But it is not to be for time inexorably moves on, and most typically its harsh elements bring the unwanted ravages many of us are unwilling to accept.
And so it is while intently revisiting the place where an over-sized family once stayed and grew up. A small place in the heart of the city just beginning to flex its young muscles in the decade of the 50’s. The old timber house built in 1948 on a hundred square meter lot has now been gone decades, but somehow its immediate vicinity has managed to stem the tides of time, keeping its looks much like they were in the 50’s.
What remains then are the microcosmic haunts that I as a kid used to spend interminable time , whether at play, in study, or just in idle moments which as kids in the idyllic 50’s we had plenty of.
One such favored place was the covered walkway separating the two houses of my father and that of her elder sister on the Victoria St. side. It may have been no more than 3 meters wide and 10 meters long. The underside of my aunt’s staircase limiting our movements at one end, and our outdoor bath and laundry room on the other end. This place was perpetually dark, dank, and dirty, making the soil loamy and rancid. But while there we were sheltered from the sun and rain. So there we played our geolens game, pock-marking the place with the shallow holes we needed for the play. Many idle moments witnessed our noisy presence in that small cramped space, none the worse for its limitations in size. In times past as I got older, I would find myself smirking as I pass that area, being reminded of even earlier times. The images attached are now those of the current day, and a lifetime apart from my childhood. Still the memories linger and haunt.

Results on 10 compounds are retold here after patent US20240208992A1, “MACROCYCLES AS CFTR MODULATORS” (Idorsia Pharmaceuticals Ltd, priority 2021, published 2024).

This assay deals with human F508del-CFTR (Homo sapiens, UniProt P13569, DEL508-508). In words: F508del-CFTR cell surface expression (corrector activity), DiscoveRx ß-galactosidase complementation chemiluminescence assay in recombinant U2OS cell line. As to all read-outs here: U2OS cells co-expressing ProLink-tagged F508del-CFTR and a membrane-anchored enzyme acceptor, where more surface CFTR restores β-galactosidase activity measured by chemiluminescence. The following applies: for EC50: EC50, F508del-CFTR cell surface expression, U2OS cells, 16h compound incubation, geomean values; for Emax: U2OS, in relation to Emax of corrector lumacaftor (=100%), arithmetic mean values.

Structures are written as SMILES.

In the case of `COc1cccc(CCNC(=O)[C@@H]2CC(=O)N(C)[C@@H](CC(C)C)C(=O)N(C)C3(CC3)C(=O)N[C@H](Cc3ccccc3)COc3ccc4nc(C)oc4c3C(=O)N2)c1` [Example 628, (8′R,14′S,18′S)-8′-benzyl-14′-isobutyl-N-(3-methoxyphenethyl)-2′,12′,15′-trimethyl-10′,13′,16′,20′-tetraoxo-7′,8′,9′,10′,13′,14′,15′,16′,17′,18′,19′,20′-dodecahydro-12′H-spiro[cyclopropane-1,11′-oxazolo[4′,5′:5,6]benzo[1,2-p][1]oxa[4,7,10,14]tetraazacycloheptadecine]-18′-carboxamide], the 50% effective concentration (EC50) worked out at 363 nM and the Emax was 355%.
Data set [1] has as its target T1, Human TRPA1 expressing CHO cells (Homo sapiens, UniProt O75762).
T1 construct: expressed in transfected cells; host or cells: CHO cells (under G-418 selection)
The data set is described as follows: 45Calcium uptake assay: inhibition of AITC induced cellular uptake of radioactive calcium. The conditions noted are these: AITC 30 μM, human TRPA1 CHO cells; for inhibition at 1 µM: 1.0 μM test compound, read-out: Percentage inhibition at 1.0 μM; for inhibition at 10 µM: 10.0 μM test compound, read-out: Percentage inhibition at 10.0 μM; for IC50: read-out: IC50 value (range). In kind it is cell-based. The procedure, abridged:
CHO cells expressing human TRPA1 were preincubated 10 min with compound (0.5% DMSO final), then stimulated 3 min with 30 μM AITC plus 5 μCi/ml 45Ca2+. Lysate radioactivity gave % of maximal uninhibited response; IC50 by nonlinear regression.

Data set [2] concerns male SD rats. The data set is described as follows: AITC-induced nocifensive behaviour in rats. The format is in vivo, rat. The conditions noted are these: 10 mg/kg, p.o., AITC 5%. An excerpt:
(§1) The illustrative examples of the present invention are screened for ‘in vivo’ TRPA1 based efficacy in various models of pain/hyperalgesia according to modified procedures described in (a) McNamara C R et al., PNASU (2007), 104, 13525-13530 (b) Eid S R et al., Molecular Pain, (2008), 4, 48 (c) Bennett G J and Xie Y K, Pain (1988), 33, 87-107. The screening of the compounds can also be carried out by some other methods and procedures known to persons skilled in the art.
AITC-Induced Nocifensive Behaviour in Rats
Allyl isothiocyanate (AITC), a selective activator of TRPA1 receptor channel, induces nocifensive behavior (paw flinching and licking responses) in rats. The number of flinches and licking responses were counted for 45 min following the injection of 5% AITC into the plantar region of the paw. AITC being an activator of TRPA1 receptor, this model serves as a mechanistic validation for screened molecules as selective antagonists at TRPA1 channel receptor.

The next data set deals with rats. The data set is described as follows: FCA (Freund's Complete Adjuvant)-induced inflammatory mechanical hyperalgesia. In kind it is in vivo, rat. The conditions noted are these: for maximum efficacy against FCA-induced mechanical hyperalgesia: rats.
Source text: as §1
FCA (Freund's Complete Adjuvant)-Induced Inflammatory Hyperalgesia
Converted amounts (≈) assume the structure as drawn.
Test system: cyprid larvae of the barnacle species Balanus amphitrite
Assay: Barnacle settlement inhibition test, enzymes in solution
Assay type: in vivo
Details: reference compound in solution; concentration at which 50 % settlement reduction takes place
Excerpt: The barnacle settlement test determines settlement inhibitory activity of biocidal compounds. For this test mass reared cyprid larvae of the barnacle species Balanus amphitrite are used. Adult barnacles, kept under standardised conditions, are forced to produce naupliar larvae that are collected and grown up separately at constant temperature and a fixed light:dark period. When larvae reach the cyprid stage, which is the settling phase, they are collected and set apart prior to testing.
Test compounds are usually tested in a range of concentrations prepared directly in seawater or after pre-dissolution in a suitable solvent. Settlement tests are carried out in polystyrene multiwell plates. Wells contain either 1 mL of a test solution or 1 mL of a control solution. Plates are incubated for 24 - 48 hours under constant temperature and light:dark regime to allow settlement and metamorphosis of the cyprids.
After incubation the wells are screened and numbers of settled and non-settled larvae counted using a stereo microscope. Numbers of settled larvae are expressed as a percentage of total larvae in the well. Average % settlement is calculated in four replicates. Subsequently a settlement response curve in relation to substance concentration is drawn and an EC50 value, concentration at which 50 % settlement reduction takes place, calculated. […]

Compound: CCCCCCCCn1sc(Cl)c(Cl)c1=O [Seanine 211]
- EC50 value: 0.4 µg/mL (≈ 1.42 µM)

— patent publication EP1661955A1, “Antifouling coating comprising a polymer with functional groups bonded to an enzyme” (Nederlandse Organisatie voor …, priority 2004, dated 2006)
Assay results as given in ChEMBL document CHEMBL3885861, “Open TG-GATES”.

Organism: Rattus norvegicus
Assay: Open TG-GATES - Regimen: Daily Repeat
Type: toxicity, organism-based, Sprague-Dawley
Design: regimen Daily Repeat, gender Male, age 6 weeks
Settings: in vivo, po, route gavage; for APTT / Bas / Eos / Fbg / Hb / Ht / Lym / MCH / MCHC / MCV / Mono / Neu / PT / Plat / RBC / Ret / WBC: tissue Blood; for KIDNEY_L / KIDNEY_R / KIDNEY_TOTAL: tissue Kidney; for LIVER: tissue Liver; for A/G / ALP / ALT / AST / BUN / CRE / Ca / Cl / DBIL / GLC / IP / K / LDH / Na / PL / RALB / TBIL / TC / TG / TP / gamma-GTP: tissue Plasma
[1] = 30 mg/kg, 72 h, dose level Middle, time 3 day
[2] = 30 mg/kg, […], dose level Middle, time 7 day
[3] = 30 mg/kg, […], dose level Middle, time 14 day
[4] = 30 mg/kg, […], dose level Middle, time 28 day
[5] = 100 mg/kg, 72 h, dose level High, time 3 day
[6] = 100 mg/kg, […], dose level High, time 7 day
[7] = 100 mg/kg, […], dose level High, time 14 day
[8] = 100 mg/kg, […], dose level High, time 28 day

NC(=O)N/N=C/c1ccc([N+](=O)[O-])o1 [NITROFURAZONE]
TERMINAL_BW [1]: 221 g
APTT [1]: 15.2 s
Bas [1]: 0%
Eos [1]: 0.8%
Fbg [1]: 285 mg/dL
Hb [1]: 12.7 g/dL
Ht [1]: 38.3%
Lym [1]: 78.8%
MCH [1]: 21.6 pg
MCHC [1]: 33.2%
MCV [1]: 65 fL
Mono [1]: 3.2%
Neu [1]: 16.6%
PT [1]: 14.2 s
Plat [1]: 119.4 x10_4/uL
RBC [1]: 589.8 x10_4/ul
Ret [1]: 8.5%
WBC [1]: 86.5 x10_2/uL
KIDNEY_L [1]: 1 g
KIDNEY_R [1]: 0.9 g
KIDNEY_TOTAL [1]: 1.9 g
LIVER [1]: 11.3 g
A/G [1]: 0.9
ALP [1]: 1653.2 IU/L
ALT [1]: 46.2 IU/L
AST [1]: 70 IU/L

On the Del Mar St. side, another lot owned by a younger sister of my father, stayed vacant for a good part of the 50’s. And so that became our playground, sunny and expansive, all of 200 square meters and where once stood a very proud tambis tree. At some point, a crude timber garage structure under GI roofing was built at the back to accommodate a couple of vehicles. Still farther back was the laundry-drying area where strung laundry lines swayed in the wind. Thus most days one could find my hardworking mom mechanically going through the self-same routines of drying laundry for a household with nine kids.
And so this multi-purpose space was the scene of many of our youthful mishaps, like learning to ride a bike, carefully climbing the tree for its delicious fruits, clambering on the trusses and joists of the garage structure, deep in our pretend games of being vine-swinging Tarzan and the other Hollywood heroes we had accumulated in our youth. I even played knife-throwing Errol Flynn, using the poor tree as target. And so forth.
And yes, we even had some left-over space to maintain a little vegetable garden where sibuyas and kamatis, and pechay were planted. At times chasing after the pesky talisik or the bigger talapan which were bountiful then.
I particularly as a kid spent much time in my escapist thoughts in this area, mindlessly engrossed in my own pretend world oblivious of all the distractions around.
All this ended when my aunt decided to build a house in that vacant lot. So we got restricted and hemmed in to our side of our house, with very little access to the back where the laundry was dried. Reliving those days you would still witness my mom inching her way through a narrowed path to hang her laundry.
And to this day, laundry still hangs on that area where slivers of sunshine could still penetrate during certain hours of the day.